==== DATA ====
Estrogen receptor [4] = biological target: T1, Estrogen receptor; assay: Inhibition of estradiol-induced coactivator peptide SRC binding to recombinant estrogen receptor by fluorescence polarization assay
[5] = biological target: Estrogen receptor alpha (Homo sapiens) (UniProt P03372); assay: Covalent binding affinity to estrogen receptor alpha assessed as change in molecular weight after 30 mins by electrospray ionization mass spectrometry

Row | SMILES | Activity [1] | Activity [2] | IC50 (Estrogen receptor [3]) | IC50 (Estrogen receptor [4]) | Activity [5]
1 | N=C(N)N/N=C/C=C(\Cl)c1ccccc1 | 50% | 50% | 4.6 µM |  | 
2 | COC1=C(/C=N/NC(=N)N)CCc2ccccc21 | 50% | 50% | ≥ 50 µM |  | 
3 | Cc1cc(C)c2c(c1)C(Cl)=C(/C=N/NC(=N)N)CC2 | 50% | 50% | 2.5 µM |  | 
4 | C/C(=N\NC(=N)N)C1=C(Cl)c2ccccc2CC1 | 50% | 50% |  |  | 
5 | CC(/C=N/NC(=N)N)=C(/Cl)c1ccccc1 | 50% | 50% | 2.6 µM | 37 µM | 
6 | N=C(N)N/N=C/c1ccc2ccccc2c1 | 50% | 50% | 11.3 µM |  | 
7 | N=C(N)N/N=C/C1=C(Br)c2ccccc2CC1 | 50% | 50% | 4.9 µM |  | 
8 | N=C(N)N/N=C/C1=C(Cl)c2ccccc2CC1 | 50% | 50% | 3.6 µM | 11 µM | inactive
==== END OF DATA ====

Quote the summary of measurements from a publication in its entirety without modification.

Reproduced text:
Estrogen receptor [4] = biological target: T1, Estrogen receptor; assay: Inhibition of estradiol-induced coactivator peptide SRC binding to recombinant estrogen receptor by fluorescence polarization assay
[5] = biological target: Estrogen receptor alpha (Homo sapiens) (UniProt P03372); assay: Covalent binding affinity to estrogen receptor alpha assessed as change in molecular weight after 30 mins by electrospray ionization mass spectrometry

Row | SMILES | Activity [1] | Activity [2] | IC50 (Estrogen receptor [3]) | IC50 (Estrogen receptor [4]) | Activity [5]
1 | N=C(N)N/N=C/C=C(\Cl)c1ccccc1 | 50% | 50% | 4.6 µM |  | 
2 | COC1=C(/C=N/NC(=N)N)CCc2ccccc21 | 50% | 50% | ≥ 50 µM |  | 
3 | Cc1cc(C)c2c(c1)C(Cl)=C(/C=N/NC(=N)N)CC2 | 50% | 50% | 2.5 µM |  | 
4 | C/C(=N\NC(=N)N)C1=C(Cl)c2ccccc2CC1 | 50% | 50% |  |  | 
5 | CC(/C=N/NC(=N)N)=C(/Cl)c1ccccc1 | 50% | 50% | 2.6 µM | 37 µM | 
6 | N=C(N)N/N=C/c1ccc2ccccc2c1 | 50% | 50% | 11.3 µM |  | 
7 | N=C(N)N/N=C/C1=C(Br)c2ccccc2CC1 | 50% | 50% | 4.9 µM |  | 
8 | N=C(N)N/N=C/C1=C(Cl)c2ccccc2CC1 | 50% | 50% | 3.6 µM | 11 µM | inactive